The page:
Saturday, 18 February 2012

Semmelklöße (German Bread Dumplings).

So last year my boyfriend Jai and I decided to make a list of things we wanted to do, no matter how small or big they were, we put them on the list. So right under Jai's wish of wanting to go on an overseas holiday, he also had 'Make German Bread Dumplings'.
I'd never heard of them before but I guess they appealed to him as we have indeed traveled to Germany as well as many other European countries.

He sent me a link to a recipe which you can find HERE and they looked pretty interesting, so I decided the next time we were together cooking, that we would make them seeing as though I had all the ingredients already in the pantry.

I wanted to do a little bit of research as I always do, so I found out that these German Bread Dumplings are also known as 'Semmelklöße' and are in fact from Bavaria. You can serve them with just about anything, whether it be a traditional stew or soup, or even served with a pork chop and apple sauce.

I found the recipe wasn't very precise as it heavily depends on what type of bread you use etc. so most of the time I was making the mix I was doing a bit of guess work, and added more milk if I thought it needed it or if it was too soggy I would add more bread etc.
To make Schinkenknödel you can add chopped ham to the mix. Other variations could include adding onion, thyme, sage, marjoram, or a pinch of nutmeg.
Left overs are also nice (I think possibly even a little better) fried in some butter or oil.

Serves 6-8

- Around 450g of stale bread, cubed
- 3/4 to 1 1/4 cups of warm milk
- 2 or 3 beaten eggs
- 2 tbs of chopped fresh parsley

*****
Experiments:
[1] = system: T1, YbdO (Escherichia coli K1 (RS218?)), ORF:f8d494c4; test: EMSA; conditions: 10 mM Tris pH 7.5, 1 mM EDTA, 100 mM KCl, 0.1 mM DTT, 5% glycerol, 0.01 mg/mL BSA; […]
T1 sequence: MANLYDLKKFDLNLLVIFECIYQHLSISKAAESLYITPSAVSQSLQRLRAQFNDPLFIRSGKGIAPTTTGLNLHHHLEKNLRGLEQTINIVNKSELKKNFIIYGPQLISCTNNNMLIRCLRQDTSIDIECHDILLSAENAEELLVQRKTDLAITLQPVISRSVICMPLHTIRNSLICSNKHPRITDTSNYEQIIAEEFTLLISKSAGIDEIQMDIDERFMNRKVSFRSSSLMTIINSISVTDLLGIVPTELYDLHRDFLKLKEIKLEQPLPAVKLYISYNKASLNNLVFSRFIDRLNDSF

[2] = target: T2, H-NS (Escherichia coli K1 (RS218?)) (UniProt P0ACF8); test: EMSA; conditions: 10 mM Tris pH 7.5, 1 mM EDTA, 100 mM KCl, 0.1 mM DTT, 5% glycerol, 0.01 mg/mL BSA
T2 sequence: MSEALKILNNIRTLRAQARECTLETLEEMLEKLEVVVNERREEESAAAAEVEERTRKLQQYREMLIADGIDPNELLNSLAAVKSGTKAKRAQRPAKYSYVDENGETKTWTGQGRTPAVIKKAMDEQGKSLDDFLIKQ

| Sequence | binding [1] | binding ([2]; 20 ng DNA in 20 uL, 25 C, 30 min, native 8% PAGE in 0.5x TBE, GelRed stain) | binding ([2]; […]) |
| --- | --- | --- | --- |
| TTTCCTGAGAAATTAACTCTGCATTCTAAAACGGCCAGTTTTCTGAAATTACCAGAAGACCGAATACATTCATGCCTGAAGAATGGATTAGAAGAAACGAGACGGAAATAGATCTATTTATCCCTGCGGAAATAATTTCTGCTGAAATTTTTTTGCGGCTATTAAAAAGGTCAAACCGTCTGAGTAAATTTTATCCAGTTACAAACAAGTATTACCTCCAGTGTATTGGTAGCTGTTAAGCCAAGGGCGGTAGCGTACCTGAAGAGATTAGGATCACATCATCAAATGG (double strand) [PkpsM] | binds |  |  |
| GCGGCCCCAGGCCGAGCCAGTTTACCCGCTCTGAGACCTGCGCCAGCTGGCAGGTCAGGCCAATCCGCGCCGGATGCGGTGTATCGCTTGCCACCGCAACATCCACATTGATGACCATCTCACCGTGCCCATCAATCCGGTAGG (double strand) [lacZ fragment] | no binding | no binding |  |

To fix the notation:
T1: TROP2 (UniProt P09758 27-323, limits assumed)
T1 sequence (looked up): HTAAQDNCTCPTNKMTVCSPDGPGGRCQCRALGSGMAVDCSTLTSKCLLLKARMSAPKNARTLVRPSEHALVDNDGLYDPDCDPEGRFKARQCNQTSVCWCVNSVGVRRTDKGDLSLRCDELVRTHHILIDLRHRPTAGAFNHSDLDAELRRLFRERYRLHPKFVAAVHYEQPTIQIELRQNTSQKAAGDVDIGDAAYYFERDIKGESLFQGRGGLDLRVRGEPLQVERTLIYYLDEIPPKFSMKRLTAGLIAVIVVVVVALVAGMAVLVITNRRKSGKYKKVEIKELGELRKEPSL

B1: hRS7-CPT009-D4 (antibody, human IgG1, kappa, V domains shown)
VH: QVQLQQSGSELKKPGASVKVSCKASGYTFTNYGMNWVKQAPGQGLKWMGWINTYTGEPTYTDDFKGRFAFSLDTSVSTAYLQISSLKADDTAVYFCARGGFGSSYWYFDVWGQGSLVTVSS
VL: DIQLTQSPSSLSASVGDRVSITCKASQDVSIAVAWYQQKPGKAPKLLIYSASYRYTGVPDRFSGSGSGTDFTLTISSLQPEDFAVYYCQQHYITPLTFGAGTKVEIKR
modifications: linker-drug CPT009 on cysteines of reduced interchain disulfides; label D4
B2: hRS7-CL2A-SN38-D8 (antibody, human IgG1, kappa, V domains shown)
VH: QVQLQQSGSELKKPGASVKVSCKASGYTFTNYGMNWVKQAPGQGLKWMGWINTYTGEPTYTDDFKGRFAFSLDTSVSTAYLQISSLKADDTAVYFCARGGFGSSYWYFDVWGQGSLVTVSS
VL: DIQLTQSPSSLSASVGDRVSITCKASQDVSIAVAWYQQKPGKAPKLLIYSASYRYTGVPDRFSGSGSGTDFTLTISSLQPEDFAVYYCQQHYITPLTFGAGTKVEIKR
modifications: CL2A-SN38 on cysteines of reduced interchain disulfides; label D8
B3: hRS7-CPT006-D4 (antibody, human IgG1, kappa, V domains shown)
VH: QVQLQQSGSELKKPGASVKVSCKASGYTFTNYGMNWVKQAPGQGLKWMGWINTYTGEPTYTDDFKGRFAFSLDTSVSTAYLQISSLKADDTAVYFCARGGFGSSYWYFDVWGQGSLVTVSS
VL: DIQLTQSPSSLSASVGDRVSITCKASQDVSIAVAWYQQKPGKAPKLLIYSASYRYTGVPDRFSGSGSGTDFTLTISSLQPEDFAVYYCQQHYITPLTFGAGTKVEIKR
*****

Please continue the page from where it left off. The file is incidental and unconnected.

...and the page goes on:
- Salt & pepper to season

1. Place the bread in large bowl and pour in the warm milk, using more or less depending on how dry the bread is. Using your hands, knead the milk lightly into the bread. Cover and set aside to rest for about 30 minutes.

2. Mash the soaked bread to form a thick dough. Mix in the eggs one at a time, incorporating each one before adding the next. Only use the third egg if the dough is too dry to form balls that hold together.

3. Add the parsley, salt and pepper and knead until smooth. If the dough seems too loose or sticky, add 1-2 tablespoons of flour or some breadcrumbs to firm it up.

4. Using wet hands, form 1/4-cup portions of the dough into balls and set aside on a baking sheet until all the dough has been used up.

5. Bring a large pot of salted water to a boil over medium-high heat. Reduce heat to a slow simmer and drop the dumplings carefully into the water. Simmer for about 20 minutes, gently stirring occasionally.

6. Remove to a bowl with a slotted spoon and serve hot.

The bread mixture all mixed together.

Fresh parsley from the garden.

I always chop the whole lot, stalks and all.

Some of the mixture rolled in to balls.

The dumplings almost finished simmering.
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